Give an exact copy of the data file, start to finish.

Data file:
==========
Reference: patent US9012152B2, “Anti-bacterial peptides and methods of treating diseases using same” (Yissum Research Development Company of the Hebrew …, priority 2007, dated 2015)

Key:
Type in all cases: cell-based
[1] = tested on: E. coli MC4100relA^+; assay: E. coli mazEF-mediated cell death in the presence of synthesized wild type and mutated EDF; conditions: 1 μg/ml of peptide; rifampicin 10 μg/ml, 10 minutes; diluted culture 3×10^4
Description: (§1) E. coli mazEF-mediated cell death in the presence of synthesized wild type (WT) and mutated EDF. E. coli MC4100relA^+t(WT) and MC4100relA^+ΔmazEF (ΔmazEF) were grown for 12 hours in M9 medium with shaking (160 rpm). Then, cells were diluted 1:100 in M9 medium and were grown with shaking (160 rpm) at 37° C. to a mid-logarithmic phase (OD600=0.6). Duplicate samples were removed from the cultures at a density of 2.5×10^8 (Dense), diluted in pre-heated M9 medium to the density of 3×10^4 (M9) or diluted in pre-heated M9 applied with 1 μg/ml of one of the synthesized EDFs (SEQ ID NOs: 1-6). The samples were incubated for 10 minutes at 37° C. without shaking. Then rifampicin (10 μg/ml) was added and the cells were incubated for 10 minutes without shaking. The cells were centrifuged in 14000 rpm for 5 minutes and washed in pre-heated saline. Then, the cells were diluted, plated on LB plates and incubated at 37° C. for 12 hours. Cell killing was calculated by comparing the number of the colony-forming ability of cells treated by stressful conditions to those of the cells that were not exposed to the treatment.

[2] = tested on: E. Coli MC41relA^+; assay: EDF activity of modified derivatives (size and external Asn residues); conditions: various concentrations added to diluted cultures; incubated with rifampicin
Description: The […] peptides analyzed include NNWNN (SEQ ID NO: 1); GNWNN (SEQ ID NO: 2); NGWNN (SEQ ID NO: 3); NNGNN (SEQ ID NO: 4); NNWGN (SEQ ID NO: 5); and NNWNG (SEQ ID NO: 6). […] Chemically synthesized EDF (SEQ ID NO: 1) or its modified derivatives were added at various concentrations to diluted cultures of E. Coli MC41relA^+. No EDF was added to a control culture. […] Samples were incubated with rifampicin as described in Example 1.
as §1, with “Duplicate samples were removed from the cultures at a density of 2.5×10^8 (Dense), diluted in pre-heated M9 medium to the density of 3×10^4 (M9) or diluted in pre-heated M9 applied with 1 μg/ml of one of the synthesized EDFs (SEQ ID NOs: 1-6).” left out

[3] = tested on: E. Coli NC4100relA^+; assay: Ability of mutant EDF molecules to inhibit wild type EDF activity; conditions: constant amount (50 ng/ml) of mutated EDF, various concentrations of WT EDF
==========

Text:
Reference: patent US9012152B2, “Anti-bacterial peptides and methods of treating diseases using same” (Yissum Research Development Company of the Hebrew …, priority 2007, dated 2015)

Key:
Type in all cases: cell-based
[1] = tested on: E. coli MC4100relA^+; assay: E. coli mazEF-mediated cell death in the presence of synthesized wild type and mutated EDF; conditions: 1 μg/ml of peptide; rifampicin 10 μg/ml, 10 minutes; diluted culture 3×10^4
Description: (§1) E. coli mazEF-mediated cell death in the presence of synthesized wild type (WT) and mutated EDF. E. coli MC4100relA^+t(WT) and MC4100relA^+ΔmazEF (ΔmazEF) were grown for 12 hours in M9 medium with shaking (160 rpm). Then, cells were diluted 1:100 in M9 medium and were grown with shaking (160 rpm) at 37° C. to a mid-logarithmic phase (OD600=0.6). Duplicate samples were removed from the cultures at a density of 2.5×10^8 (Dense), diluted in pre-heated M9 medium to the density of 3×10^4 (M9) or diluted in pre-heated M9 applied with 1 μg/ml of one of the synthesized EDFs (SEQ ID NOs: 1-6). The samples were incubated for 10 minutes at 37° C. without shaking. Then rifampicin (10 μg/ml) was added and the cells were incubated for 10 minutes without shaking. The cells were centrifuged in 14000 rpm for 5 minutes and washed in pre-heated saline. Then, the cells were diluted, plated on LB plates and incubated at 37° C. for 12 hours. Cell killing was calculated by comparing the number of the colony-forming ability of cells treated by stressful conditions to those of the cells that were not exposed to the treatment.

[2] = tested on: E. Coli MC41relA^+; assay: EDF activity of modified derivatives (size and external Asn residues); conditions: various concentrations added to diluted cultures; incubated with rifampicin
Description: The […] peptides analyzed include NNWNN (SEQ ID NO: 1); GNWNN (SEQ ID NO: 2); NGWNN (SEQ ID NO: 3); NNGNN (SEQ ID NO: 4); NNWGN (SEQ ID NO: 5); and NNWNG (SEQ ID NO: 6). […] Chemically synthesized EDF (SEQ ID NO: 1) or its modified derivatives were added at various concentrations to diluted cultures of E. Coli MC41relA^+. No EDF was added to a control culture. […] Samples were incubated with rifampicin as described in Example 1.
as §1, with “Duplicate samples were removed from the cultures at a density of 2.5×10^8 (Dense), diluted in pre-heated M9 medium to the density of 3×10^4 (M9) or diluted in pre-heated M9 applied with 1 μg/ml of one of the synthesized EDFs (SEQ ID NOs: 1-6).” left out

[3] = tested on: E. Coli NC4100relA^+; assay: Ability of mutant EDF molecules to inhibit wild type EDF activity; conditions: constant amount (50 ng/ml) of mutated EDF, various concentrations of WT EDF